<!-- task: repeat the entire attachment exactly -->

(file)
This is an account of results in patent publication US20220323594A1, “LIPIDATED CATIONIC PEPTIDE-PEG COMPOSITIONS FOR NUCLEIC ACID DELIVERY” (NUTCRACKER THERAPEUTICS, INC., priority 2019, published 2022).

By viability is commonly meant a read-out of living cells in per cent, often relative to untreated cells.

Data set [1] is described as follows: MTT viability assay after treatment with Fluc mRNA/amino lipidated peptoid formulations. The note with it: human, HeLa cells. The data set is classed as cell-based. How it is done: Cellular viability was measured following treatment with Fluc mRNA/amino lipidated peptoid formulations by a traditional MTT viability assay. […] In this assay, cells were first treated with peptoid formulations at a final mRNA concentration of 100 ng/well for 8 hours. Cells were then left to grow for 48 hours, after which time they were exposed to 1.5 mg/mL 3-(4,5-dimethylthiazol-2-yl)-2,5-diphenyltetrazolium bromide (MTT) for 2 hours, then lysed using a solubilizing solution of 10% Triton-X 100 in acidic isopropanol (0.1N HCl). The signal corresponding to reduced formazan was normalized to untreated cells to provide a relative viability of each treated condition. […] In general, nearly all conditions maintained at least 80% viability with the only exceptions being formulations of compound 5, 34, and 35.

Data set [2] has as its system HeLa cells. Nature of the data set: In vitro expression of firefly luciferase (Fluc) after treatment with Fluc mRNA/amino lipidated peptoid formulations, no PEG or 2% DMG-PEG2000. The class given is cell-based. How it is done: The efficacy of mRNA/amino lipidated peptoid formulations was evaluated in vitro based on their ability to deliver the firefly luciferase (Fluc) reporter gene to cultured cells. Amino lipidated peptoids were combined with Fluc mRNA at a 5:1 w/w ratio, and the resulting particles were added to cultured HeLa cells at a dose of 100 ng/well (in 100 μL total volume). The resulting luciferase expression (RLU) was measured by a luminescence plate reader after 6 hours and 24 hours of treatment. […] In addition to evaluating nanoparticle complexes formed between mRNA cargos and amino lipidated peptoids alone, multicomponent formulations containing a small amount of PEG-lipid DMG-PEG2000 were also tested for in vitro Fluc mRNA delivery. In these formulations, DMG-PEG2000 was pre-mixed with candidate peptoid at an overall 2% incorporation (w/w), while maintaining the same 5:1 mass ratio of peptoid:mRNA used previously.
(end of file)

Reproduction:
This is an account of results in patent publication US20220323594A1, “LIPIDATED CATIONIC PEPTIDE-PEG COMPOSITIONS FOR NUCLEIC ACID DELIVERY” (NUTCRACKER THERAPEUTICS, INC., priority 2019, published 2022).

By viability is commonly meant a read-out of living cells in per cent, often relative to untreated cells.

Data set [1] is described as follows: MTT viability assay after treatment with Fluc mRNA/amino lipidated peptoid formulations. The note with it: human, HeLa cells. The data set is classed as cell-based. How it is done: Cellular viability was measured following treatment with Fluc mRNA/amino lipidated peptoid formulations by a traditional MTT viability assay. […] In this assay, cells were first treated with peptoid formulations at a final mRNA concentration of 100 ng/well for 8 hours. Cells were then left to grow for 48 hours, after which time they were exposed to 1.5 mg/mL 3-(4,5-dimethylthiazol-2-yl)-2,5-diphenyltetrazolium bromide (MTT) for 2 hours, then lysed using a solubilizing solution of 10% Triton-X 100 in acidic isopropanol (0.1N HCl). The signal corresponding to reduced formazan was normalized to untreated cells to provide a relative viability of each treated condition. […] In general, nearly all conditions maintained at least 80% viability with the only exceptions being formulations of compound 5, 34, and 35.

Data set [2] has as its system HeLa cells. Nature of the data set: In vitro expression of firefly luciferase (Fluc) after treatment with Fluc mRNA/amino lipidated peptoid formulations, no PEG or 2% DMG-PEG2000. The class given is cell-based. How it is done: The efficacy of mRNA/amino lipidated peptoid formulations was evaluated in vitro based on their ability to deliver the firefly luciferase (Fluc) reporter gene to cultured cells. Amino lipidated peptoids were combined with Fluc mRNA at a 5:1 w/w ratio, and the resulting particles were added to cultured HeLa cells at a dose of 100 ng/well (in 100 μL total volume). The resulting luciferase expression (RLU) was measured by a luminescence plate reader after 6 hours and 24 hours of treatment. […] In addition to evaluating nanoparticle complexes formed between mRNA cargos and amino lipidated peptoids alone, multicomponent formulations containing a small amount of PEG-lipid DMG-PEG2000 were also tested for in vitro Fluc mRNA delivery. In these formulations, DMG-PEG2000 was pre-mixed with candidate peptoid at an overall 2% incorporation (w/w), while maintaining the same 5:1 mass ratio of peptoid:mRNA used previously.